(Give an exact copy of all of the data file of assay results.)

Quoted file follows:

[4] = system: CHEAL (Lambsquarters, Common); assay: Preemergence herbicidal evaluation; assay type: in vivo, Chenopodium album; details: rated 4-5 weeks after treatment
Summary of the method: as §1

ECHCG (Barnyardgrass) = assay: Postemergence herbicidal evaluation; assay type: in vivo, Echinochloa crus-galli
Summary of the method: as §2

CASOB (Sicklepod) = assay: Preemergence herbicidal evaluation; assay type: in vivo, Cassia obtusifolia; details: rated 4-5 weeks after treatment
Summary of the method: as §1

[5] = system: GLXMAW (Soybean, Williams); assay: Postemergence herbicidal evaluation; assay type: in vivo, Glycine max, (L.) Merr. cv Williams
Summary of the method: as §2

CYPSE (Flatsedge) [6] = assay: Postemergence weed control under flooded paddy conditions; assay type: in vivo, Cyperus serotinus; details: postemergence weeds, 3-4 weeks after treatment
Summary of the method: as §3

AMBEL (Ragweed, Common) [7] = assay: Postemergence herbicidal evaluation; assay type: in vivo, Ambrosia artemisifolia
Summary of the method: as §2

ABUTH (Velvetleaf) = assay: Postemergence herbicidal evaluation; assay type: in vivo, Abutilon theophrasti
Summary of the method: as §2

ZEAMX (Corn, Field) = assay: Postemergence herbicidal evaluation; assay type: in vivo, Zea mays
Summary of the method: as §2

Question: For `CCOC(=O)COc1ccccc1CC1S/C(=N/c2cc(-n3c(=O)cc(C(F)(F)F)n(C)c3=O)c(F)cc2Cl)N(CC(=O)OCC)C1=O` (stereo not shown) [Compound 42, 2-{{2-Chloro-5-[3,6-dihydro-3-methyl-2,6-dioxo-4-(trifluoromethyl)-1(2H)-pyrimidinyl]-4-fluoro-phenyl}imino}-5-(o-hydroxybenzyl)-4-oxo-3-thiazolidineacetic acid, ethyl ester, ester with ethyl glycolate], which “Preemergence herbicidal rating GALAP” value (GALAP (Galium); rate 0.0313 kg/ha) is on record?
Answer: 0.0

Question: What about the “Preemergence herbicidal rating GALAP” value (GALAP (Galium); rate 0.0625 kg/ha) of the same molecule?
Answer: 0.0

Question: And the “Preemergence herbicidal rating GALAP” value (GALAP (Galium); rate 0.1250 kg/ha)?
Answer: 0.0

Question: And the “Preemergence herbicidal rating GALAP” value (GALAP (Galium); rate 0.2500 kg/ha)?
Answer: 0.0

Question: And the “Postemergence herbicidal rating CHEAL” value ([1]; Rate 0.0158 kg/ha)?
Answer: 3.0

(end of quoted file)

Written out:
[4] = system: CHEAL (Lambsquarters, Common); assay: Preemergence herbicidal evaluation; assay type: in vivo, Chenopodium album; details: rated 4-5 weeks after treatment
Summary of the method: as §1

ECHCG (Barnyardgrass) = assay: Postemergence herbicidal evaluation; assay type: in vivo, Echinochloa crus-galli
Summary of the method: as §2

CASOB (Sicklepod) = assay: Preemergence herbicidal evaluation; assay type: in vivo, Cassia obtusifolia; details: rated 4-5 weeks after treatment
Summary of the method: as §1

[5] = system: GLXMAW (Soybean, Williams); assay: Postemergence herbicidal evaluation; assay type: in vivo, Glycine max, (L.) Merr. cv Williams
Summary of the method: as §2

CYPSE (Flatsedge) [6] = assay: Postemergence weed control under flooded paddy conditions; assay type: in vivo, Cyperus serotinus; details: postemergence weeds, 3-4 weeks after treatment
Summary of the method: as §3

AMBEL (Ragweed, Common) [7] = assay: Postemergence herbicidal evaluation; assay type: in vivo, Ambrosia artemisifolia
Summary of the method: as §2

ABUTH (Velvetleaf) = assay: Postemergence herbicidal evaluation; assay type: in vivo, Abutilon theophrasti
Summary of the method: as §2

ZEAMX (Corn, Field) = assay: Postemergence herbicidal evaluation; assay type: in vivo, Zea mays
Summary of the method: as §2

Question: For `CCOC(=O)COc1ccccc1CC1S/C(=N/c2cc(-n3c(=O)cc(C(F)(F)F)n(C)c3=O)c(F)cc2Cl)N(CC(=O)OCC)C1=O` (stereo not shown) [Compound 42, 2-{{2-Chloro-5-[3,6-dihydro-3-methyl-2,6-dioxo-4-(trifluoromethyl)-1(2H)-pyrimidinyl]-4-fluoro-phenyl}imino}-5-(o-hydroxybenzyl)-4-oxo-3-thiazolidineacetic acid, ethyl ester, ester with ethyl glycolate], which “Preemergence herbicidal rating GALAP” value (GALAP (Galium); rate 0.0313 kg/ha) is on record?
Answer: 0.0

Question: What about the “Preemergence herbicidal rating GALAP” value (GALAP (Galium); rate 0.0625 kg/ha) of the same molecule?
Answer: 0.0

Question: And the “Preemergence herbicidal rating GALAP” value (GALAP (Galium); rate 0.1250 kg/ha)?
Answer: 0.0

Question: And the “Preemergence herbicidal rating GALAP” value (GALAP (Galium); rate 0.2500 kg/ha)?
Answer: 0.0

Question: And the “Postemergence herbicidal rating CHEAL” value ([1]; Rate 0.0158 kg/ha)?
Answer: 3.0